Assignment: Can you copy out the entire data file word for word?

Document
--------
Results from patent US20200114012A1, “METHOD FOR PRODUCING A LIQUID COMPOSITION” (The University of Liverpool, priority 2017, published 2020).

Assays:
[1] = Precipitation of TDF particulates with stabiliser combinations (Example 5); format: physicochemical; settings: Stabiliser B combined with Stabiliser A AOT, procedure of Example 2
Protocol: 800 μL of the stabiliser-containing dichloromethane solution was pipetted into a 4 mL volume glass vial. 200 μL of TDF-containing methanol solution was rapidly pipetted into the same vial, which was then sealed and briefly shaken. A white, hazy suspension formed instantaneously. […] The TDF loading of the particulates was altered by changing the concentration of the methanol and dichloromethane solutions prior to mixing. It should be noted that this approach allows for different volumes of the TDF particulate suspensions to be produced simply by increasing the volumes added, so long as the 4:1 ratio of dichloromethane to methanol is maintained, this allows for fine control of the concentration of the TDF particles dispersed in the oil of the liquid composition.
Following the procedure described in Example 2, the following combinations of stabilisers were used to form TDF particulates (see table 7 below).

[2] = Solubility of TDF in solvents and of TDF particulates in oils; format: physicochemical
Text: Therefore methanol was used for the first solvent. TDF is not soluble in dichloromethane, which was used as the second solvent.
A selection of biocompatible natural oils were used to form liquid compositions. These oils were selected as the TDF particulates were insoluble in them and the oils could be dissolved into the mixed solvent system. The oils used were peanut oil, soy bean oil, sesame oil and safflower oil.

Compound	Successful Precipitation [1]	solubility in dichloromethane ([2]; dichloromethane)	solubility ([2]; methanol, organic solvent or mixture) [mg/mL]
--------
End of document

Results from patent US20200114012A1, “METHOD FOR PRODUCING A LIQUID COMPOSITION” (The University of Liverpool, priority 2017, published 2020).

Assays:
[1] = Precipitation of TDF particulates with stabiliser combinations (Example 5); format: physicochemical; settings: Stabiliser B combined with Stabiliser A AOT, procedure of Example 2
Protocol: 800 μL of the stabiliser-containing dichloromethane solution was pipetted into a 4 mL volume glass vial. 200 μL of TDF-containing methanol solution was rapidly pipetted into the same vial, which was then sealed and briefly shaken. A white, hazy suspension formed instantaneously. […] The TDF loading of the particulates was altered by changing the concentration of the methanol and dichloromethane solutions prior to mixing. It should be noted that this approach allows for different volumes of the TDF particulate suspensions to be produced simply by increasing the volumes added, so long as the 4:1 ratio of dichloromethane to methanol is maintained, this allows for fine control of the concentration of the TDF particles dispersed in the oil of the liquid composition.
Following the procedure described in Example 2, the following combinations of stabilisers were used to form TDF particulates (see table 7 below).

[2] = Solubility of TDF in solvents and of TDF particulates in oils; format: physicochemical
Text: Therefore methanol was used for the first solvent. TDF is not soluble in dichloromethane, which was used as the second solvent.
A selection of biocompatible natural oils were used to form liquid compositions. These oils were selected as the TDF particulates were insoluble in them and the oils could be dissolved into the mixed solvent system. The oils used were peanut oil, soy bean oil, sesame oil and safflower oil.

Compound	Successful Precipitation [1]	solubility in dichloromethane ([2]; dichloromethane)	solubility ([2]; methanol, organic solvent or mixture) [mg/mL]